The type collection is a single specimen (Spjut & Marin 9073K, holotype) taken from a ~ 200 g  sample of mixed species  collected in May 1985 for  the National Cancer Institute anticancer/antiHIV screening.  Specimens in the sample analyzed by TLC  were found to have  either divaricatic acid, identified N. caespitosa,  N. eburnea and N. flagelliforma or salazinic acid, N. flabellata. Consequently, the sample was retained entirely for taxonomic study. The type for N. flabellata was also selected from this sample (Spjut & Marin 9073k).  It was not until five years later that Niebla brachyura was found at other sites, one near Punta Canoas where six specimens were collected in association with N. arenaria, then further south at Punta Cono with other species of Niebla and also Vermilacinia, and more.  recently, Feb 2016, at Morro Santo Domingo.

      Niebla brachyura is phenotypically similar to salazinic-acid species, N. arenariaN. limicola and N. effusa  Although N. brachyura is easily distinguished by its chemistry of hypoprotocetraric acid, this distinction is not entirely supported.  Four specimens cited in Spjut et al. (2020) did not collectively occur in a distinct clade; rather, they were distributed in four different microclades, three were collected at Morro Santo Domingo, a fourth along road from El Rosario to Punta Baja (Spjut et al. 2020).  Species delimitation by BBP recognized three species, Stacey 2 species, where Spjut (1996) recognized only one.  Thus, two of the DNA species would  have to be from the same locality, Morro Santo Domingo, while the third could have come from there, or from near El Rosario.  What distinguishes the species other than DNA is cryptic. One of the Morro Santo Domingo specimens, 17244, has salazinic acid in addition to hypoprotocetraric acid.  17262 might be distinguished by pycnidia immersed within the cortex but again their differences are not evident in the phylogeny (Spjut et al. 2020, Fig. 7).  Only one specimen was in Jorna et al. (2021, Fig. 5), 16-937, in a clade with N. marinii and N. cf. limicola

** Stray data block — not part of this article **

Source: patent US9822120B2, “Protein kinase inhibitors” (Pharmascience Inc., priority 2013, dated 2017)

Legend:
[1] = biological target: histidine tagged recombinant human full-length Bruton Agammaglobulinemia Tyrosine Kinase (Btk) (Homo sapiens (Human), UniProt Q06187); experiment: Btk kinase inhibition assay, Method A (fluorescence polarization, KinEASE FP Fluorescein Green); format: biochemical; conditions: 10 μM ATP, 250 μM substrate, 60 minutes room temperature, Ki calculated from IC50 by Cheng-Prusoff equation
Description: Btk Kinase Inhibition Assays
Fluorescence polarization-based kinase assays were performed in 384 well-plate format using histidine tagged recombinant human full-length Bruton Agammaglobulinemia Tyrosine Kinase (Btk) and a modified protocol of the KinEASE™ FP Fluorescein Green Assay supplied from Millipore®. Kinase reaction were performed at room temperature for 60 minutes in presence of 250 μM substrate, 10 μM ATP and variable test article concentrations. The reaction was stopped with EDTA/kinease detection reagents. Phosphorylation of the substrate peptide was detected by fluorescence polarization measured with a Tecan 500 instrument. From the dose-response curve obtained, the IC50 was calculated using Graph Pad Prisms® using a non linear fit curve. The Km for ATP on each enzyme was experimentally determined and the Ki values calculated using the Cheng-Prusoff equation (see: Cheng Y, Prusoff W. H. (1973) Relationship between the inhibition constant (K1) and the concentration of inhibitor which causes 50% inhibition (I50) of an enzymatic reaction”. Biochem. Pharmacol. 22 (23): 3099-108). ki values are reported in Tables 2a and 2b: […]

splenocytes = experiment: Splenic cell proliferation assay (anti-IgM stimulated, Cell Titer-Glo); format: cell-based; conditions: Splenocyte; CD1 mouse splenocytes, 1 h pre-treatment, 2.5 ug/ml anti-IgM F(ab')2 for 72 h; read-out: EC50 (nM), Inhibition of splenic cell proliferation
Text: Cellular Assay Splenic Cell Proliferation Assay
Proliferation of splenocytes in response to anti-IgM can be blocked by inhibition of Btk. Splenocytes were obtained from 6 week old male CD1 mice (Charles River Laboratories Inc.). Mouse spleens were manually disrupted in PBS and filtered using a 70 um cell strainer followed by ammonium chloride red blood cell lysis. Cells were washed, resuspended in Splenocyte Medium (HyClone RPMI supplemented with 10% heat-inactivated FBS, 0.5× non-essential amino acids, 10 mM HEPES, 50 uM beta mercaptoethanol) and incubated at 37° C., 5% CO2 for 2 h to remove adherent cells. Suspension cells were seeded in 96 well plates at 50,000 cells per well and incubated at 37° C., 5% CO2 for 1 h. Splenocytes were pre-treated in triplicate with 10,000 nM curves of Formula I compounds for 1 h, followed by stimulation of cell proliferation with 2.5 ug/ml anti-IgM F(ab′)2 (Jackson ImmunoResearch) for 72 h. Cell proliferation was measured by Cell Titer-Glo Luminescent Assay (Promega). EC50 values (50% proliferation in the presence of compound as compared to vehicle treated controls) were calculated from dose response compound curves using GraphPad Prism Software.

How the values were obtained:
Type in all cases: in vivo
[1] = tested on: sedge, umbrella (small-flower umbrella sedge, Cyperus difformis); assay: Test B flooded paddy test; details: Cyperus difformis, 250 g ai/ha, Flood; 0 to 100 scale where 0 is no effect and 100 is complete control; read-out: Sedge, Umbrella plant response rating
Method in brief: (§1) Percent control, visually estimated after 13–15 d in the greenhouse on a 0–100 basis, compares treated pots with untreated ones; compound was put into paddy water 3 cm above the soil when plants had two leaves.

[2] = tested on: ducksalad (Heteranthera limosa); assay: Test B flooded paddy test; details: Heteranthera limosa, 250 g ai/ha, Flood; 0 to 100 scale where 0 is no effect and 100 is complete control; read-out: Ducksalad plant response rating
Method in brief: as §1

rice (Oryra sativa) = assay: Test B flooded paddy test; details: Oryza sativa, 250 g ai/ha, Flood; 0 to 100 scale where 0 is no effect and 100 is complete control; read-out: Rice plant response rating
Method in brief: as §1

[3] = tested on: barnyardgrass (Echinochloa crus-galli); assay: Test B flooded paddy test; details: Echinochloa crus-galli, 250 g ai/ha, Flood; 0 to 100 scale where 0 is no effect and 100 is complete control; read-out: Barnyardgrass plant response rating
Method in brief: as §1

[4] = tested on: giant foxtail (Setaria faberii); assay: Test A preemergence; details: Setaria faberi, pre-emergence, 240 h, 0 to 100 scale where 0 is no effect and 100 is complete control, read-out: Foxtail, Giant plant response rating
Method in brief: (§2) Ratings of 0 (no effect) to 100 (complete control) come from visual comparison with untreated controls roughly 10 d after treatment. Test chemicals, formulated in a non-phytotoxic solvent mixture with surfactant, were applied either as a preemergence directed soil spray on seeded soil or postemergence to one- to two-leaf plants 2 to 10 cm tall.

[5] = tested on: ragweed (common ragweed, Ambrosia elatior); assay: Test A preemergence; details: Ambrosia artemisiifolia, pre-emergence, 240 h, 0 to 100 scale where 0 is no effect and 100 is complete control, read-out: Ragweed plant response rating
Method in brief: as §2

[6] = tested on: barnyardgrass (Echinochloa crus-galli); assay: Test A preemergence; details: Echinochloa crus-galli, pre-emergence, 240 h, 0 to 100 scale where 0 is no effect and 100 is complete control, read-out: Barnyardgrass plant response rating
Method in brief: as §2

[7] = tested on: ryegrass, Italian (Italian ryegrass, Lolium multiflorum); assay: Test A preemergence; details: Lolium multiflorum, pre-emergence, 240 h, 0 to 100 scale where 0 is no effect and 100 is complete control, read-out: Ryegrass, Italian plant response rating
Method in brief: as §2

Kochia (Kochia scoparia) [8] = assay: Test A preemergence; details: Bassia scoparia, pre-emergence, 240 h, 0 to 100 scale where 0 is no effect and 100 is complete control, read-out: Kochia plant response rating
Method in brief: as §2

For more discussion and reference materials see Introduction to Niebla